Special Circumstances
Incriminating Evidence
Criminal Intent
Final Verdict
Judgment Day
Judgment Day
Perfect Alibi
Felony Murder Rule
The Terrorist Next Door
  Chapter 2 of Judment Day, ©2008 Sheldon M. Siegel, Inc.


Friday, July 10.1:05 p.m. 8 days, 10 hours, and 56 minutes until execution.

My ex-wife's dark brown eyes stare intently into mine as she taps her fingers on her IKEA desk that's piled high with file folders. Rosie rarely raises her voice and never pulls any punches." So," she says, "Nate Fineman and his lawyer think your father was part of a police cover-up?"

"So they say."

"That's preposterous. Who are they insinuating he was trying to protect?"

I pause to gather my thoughts as I look up at the bare walls of the cramped space that doubles as Rosie's office and the conference room of Fernandez and Daley. We work in a thirties-era walk-up at 84 First Street. It's above the El Faro Mexican restaurant and down the block from the Transbay Bus Terminal in what might charitably be described as the pre-gentrified portion of San Francisco's South of Market area. It's one of the last downtown structures where the windows still open––a concept that's more charming in theory than in reality. Our building is in one of the few corners of San Francisco with warm summer weather, and we don't have an air conditioner. We spend July and August trying to decide whether it's preferable to wilt from the heat or asphyxiate from the fumes emitted from the El Faro's exhaust fan. "That's what they want us to find out," I finally say.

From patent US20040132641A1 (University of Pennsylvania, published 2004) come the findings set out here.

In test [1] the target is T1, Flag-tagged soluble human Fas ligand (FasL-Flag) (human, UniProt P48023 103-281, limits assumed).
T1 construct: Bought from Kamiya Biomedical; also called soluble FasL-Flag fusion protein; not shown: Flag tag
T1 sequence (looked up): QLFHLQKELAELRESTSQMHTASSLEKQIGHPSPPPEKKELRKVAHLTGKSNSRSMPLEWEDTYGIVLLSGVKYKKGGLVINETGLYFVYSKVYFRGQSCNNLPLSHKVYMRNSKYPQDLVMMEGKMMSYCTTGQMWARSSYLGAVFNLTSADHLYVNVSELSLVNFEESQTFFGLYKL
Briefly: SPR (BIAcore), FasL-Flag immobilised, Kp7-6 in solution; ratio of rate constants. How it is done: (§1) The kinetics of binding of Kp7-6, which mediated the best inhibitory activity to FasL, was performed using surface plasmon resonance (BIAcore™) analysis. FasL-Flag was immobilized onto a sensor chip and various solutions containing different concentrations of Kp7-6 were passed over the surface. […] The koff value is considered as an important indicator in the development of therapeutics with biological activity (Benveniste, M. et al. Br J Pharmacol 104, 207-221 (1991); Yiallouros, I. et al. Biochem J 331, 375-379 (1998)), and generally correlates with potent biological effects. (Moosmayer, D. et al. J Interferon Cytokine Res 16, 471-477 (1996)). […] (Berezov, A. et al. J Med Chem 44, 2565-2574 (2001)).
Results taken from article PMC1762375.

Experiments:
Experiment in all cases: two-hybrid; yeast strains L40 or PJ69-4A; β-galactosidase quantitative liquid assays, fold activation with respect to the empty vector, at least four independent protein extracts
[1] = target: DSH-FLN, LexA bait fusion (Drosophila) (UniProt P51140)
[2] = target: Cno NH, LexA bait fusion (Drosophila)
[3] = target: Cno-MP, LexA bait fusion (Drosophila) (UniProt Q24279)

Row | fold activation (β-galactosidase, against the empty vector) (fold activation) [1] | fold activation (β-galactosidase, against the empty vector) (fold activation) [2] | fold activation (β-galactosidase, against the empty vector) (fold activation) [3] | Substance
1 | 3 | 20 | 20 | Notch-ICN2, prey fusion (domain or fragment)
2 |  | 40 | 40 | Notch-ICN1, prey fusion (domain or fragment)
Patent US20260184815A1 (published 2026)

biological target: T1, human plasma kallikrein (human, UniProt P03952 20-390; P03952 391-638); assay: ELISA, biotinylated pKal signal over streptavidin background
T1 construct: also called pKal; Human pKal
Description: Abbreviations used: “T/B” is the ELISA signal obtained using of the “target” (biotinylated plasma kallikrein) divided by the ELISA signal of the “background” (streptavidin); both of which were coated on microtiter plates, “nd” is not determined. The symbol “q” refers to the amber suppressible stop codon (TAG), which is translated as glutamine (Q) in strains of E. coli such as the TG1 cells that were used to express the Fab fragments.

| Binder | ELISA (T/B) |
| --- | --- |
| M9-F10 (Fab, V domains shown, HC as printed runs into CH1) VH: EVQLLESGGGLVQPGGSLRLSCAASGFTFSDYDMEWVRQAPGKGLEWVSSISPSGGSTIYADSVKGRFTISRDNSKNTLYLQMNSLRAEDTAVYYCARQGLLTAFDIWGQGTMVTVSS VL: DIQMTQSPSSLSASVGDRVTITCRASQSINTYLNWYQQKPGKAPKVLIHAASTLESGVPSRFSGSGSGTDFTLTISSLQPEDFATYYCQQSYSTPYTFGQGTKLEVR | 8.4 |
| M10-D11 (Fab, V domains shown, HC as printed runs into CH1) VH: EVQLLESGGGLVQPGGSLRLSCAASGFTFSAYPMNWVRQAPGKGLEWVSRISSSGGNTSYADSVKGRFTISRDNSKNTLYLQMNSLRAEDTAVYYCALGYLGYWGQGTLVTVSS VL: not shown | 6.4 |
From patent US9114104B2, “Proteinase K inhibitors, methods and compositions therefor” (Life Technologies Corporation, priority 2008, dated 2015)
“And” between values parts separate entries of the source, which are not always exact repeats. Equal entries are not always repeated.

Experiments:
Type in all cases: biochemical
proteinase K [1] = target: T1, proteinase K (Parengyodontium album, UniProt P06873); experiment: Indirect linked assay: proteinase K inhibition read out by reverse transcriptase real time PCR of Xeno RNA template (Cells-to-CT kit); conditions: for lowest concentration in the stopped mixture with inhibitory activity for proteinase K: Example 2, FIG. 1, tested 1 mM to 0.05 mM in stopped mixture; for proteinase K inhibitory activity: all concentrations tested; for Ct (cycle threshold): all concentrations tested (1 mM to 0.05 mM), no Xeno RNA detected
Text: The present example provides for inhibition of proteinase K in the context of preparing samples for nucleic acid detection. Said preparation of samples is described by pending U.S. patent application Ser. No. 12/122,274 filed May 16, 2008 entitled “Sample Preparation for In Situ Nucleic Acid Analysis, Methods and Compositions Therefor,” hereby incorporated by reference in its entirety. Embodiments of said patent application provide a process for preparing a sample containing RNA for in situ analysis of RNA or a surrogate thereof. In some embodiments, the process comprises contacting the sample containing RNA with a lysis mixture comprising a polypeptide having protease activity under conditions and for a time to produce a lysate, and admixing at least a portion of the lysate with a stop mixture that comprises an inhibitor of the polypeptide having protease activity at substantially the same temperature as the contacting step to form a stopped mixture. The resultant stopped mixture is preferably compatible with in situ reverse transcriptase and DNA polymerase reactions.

Rosie's shoulder-length jet-black hair is pulled back into a tight ponytail. A cream-colored blouse and a pair of faded Levi's complement a toned figure that reflects a torturous daily regimen at the gym. Her full lips, chiseled cheekbones, and glowing olive skin belie forty-seven years and the birth of two children. A native of the Mission District and a graduate of San Francisco State and Hastings Law School, she's fought countless wars with prosecutors, judges, cops, and me. Her toughest struggle came four years ago when she was diagnosed with breast cancer. She battled through a mastectomy and radiation treatments with stoic determination. We don't talk about it much, but I can tell you that she's been cancer-free for three years, nine months, and four days.

"Come on, Mike," she says. "For all of his faults, your father was probably the most honest cop in the SFPD."

It's only a slight exaggeration. We rarely agreed on political or social issues and he had a multitude of shortcomings as a father. Still, he never gave me a reason to question the direction of his moral compass.

She isn't finished. "I trust you'd agree that Fineman's allegations are untrue?"

"Yes, I would."

Arguing with Rosie is like undergoing an intense cross-exam. She frames her questions in a manner that elicits the response she wants.